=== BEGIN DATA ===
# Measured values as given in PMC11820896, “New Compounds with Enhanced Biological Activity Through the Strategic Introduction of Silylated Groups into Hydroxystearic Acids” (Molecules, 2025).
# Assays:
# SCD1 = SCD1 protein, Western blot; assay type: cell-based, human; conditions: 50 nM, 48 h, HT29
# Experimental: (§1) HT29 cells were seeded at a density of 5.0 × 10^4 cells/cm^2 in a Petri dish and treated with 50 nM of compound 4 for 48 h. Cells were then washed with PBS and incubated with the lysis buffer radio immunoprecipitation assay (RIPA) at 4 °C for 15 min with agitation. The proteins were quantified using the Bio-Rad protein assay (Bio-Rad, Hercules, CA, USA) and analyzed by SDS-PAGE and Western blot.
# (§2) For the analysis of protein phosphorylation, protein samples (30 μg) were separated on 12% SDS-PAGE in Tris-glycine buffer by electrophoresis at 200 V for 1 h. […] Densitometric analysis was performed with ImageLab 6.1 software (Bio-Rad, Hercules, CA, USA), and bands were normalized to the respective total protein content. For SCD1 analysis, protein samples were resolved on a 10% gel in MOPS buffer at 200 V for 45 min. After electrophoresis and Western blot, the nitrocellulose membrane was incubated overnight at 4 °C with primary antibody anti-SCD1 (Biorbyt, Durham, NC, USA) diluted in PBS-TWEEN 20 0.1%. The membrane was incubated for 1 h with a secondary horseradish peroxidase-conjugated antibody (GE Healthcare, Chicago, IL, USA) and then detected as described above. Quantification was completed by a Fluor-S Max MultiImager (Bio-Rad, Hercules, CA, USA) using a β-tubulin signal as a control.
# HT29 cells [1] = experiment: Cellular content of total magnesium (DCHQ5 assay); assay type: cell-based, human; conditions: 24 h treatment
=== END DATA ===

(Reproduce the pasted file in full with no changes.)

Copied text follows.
# Measured values as given in PMC11820896, “New Compounds with Enhanced Biological Activity Through the Strategic Introduction of Silylated Groups into Hydroxystearic Acids” (Molecules, 2025).
# Assays:
# SCD1 = SCD1 protein, Western blot; assay type: cell-based, human; conditions: 50 nM, 48 h, HT29
# Experimental: (§1) HT29 cells were seeded at a density of 5.0 × 10^4 cells/cm^2 in a Petri dish and treated with 50 nM of compound 4 for 48 h. Cells were then washed with PBS and incubated with the lysis buffer radio immunoprecipitation assay (RIPA) at 4 °C for 15 min with agitation. The proteins were quantified using the Bio-Rad protein assay (Bio-Rad, Hercules, CA, USA) and analyzed by SDS-PAGE and Western blot.
# (§2) For the analysis of protein phosphorylation, protein samples (30 μg) were separated on 12% SDS-PAGE in Tris-glycine buffer by electrophoresis at 200 V for 1 h. […] Densitometric analysis was performed with ImageLab 6.1 software (Bio-Rad, Hercules, CA, USA), and bands were normalized to the respective total protein content. For SCD1 analysis, protein samples were resolved on a 10% gel in MOPS buffer at 200 V for 45 min. After electrophoresis and Western blot, the nitrocellulose membrane was incubated overnight at 4 °C with primary antibody anti-SCD1 (Biorbyt, Durham, NC, USA) diluted in PBS-TWEEN 20 0.1%. The membrane was incubated for 1 h with a secondary horseradish peroxidase-conjugated antibody (GE Healthcare, Chicago, IL, USA) and then detected as described above. Quantification was completed by a Fluor-S Max MultiImager (Bio-Rad, Hercules, CA, USA) using a β-tubulin signal as a control.
# HT29 cells [1] = experiment: Cellular content of total magnesium (DCHQ5 assay); assay type: cell-based, human; conditions: 24 h treatment